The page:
As a culture, we don't like to talk about how much things cost. We don't want to brag about bargains and seem too frugal. We don't want to talk about cost, if we think we've spent too much. In fact, it is the fear of finding out that we've spent too much that probably keeps us from talking about the costs of things. What if someone else spent less or got a better deal?
We are also inhibited from talking openly about prices sometimes by our vendors. If their clients are prohibited to talk about the contracts they sign, then future clients don't know if they are paying more than current clients. Prices can stay high (and go higher).
When can we talk about costs? When we're dealing with commodities. Commodities are those things -- like oil, oranges, and hogs -- that are bought and sold based on price, with the assumption that the quality across vendors (producers) is the same. Digitization is not yet a commodity business. It is not like buying an orange.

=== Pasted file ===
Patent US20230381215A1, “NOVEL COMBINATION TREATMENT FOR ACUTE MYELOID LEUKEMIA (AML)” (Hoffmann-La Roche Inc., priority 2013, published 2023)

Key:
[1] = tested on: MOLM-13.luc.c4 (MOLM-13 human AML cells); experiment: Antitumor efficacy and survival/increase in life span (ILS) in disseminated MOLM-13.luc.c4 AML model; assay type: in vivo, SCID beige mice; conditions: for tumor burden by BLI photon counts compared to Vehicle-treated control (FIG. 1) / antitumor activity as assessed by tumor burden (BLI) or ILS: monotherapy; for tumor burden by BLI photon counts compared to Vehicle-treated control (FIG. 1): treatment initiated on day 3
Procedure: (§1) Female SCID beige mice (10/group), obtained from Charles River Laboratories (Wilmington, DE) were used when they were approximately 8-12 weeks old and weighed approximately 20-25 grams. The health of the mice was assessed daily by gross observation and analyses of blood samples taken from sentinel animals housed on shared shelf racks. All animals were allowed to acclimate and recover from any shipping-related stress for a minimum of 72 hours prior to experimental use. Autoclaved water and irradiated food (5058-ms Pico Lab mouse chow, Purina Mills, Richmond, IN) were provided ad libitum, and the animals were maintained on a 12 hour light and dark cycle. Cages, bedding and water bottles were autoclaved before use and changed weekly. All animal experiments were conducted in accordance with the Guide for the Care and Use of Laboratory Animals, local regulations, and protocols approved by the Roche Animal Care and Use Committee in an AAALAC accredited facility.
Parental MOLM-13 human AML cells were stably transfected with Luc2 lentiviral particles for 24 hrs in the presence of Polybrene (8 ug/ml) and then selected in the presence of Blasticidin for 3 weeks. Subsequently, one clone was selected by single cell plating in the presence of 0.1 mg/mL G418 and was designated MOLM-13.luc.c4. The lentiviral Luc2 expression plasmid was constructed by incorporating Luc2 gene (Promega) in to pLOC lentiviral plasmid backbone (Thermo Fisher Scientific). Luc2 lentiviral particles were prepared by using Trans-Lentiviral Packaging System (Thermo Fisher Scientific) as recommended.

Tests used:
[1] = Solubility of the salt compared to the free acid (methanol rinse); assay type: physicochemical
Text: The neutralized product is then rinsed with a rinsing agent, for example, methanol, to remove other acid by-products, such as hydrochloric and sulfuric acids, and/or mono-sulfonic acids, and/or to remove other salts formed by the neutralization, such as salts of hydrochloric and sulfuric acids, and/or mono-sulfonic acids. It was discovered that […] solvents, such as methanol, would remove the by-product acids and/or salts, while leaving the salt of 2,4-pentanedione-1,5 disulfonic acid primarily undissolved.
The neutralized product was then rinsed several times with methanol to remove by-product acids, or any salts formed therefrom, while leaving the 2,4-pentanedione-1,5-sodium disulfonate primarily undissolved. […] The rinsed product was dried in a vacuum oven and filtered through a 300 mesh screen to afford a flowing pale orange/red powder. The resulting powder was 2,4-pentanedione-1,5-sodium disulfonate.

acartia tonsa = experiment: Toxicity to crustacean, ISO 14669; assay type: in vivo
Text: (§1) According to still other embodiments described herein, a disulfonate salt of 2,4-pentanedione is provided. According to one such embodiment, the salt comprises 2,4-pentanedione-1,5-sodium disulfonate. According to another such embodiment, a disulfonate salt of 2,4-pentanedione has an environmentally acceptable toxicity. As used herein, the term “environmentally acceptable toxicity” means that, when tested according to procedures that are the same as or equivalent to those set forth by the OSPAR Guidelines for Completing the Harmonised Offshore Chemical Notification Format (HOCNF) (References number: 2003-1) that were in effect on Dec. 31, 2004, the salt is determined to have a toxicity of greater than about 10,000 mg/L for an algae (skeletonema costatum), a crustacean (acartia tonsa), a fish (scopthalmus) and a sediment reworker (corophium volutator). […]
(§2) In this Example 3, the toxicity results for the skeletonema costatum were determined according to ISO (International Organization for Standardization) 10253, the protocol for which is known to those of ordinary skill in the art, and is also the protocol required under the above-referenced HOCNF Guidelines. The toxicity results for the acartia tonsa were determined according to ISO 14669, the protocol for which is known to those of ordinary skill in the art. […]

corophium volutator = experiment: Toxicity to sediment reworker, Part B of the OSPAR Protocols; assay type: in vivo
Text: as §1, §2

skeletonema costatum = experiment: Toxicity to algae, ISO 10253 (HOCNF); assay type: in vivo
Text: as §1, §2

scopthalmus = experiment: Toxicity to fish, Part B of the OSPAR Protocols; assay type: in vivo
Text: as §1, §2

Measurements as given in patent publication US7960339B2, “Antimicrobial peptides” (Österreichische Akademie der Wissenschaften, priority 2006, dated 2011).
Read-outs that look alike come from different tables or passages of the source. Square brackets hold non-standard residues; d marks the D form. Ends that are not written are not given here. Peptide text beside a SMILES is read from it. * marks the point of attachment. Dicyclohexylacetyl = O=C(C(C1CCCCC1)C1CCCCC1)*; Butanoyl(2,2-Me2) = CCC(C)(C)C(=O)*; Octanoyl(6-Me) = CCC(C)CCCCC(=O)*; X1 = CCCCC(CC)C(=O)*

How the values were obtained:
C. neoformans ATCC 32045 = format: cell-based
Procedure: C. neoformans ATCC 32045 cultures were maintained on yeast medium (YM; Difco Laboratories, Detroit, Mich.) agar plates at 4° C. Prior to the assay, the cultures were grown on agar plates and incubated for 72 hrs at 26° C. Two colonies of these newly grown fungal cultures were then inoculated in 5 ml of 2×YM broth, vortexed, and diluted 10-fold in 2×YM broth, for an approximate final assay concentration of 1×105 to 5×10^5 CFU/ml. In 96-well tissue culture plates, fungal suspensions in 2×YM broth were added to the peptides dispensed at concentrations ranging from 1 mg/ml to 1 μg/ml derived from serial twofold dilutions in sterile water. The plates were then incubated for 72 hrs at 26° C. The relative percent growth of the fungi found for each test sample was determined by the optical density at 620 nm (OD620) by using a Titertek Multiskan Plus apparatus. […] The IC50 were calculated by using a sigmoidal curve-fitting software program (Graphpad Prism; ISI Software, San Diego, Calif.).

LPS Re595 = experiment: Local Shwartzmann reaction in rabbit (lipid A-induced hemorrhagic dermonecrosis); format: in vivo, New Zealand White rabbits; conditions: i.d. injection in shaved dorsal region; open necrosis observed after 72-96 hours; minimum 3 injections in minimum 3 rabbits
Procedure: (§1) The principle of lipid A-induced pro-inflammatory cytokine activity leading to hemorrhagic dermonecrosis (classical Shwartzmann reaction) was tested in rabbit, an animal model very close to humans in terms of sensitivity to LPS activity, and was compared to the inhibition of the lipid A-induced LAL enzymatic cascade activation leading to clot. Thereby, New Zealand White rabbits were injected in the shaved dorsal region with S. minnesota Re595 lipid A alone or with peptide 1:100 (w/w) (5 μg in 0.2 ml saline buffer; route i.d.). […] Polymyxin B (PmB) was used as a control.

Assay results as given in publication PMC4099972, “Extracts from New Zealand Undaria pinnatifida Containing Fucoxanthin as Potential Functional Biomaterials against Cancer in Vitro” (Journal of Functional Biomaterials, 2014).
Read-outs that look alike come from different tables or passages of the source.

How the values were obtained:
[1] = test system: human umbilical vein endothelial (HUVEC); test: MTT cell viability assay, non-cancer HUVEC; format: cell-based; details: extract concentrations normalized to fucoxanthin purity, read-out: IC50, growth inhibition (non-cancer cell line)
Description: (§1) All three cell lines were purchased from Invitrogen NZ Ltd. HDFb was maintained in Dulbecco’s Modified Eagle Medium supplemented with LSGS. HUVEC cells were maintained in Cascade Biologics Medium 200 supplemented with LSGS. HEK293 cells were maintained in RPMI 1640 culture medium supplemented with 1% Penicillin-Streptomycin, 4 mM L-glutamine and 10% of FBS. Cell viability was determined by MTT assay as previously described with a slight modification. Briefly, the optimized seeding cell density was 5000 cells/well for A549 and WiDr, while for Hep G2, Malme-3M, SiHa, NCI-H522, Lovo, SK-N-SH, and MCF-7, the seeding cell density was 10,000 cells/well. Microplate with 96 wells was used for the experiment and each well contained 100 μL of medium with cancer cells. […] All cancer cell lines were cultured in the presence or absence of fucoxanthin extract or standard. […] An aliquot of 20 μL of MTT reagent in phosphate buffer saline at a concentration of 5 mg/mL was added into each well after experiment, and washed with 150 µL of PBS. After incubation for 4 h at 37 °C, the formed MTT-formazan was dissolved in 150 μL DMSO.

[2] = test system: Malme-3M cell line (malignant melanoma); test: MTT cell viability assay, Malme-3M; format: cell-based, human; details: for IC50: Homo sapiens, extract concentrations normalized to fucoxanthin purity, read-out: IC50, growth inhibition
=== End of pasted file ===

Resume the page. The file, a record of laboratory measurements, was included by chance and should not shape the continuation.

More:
From what I can see, there are very few article written about the cost -- the real cost -- of digitization. Here are three that I have come across:
- Puglia, Steven. “The Costs of Digital Imaging Projects.” RLG DigiNews, October 15, 1999, www.rlg.org/preserv/diginews/diginews3-5.html#feature (~6 pp.)
- The Price of Digitization: New Cost Models for Cultural and Educational Institutions, http://www.ninch.org/forum/price.report.html
- Benchmarking Conversion Costs: A Report from the Making of America IV Project, http://www.rlg.org/preserv/diginews/diginews5-5.html#feature2
Technorati tag: Digitization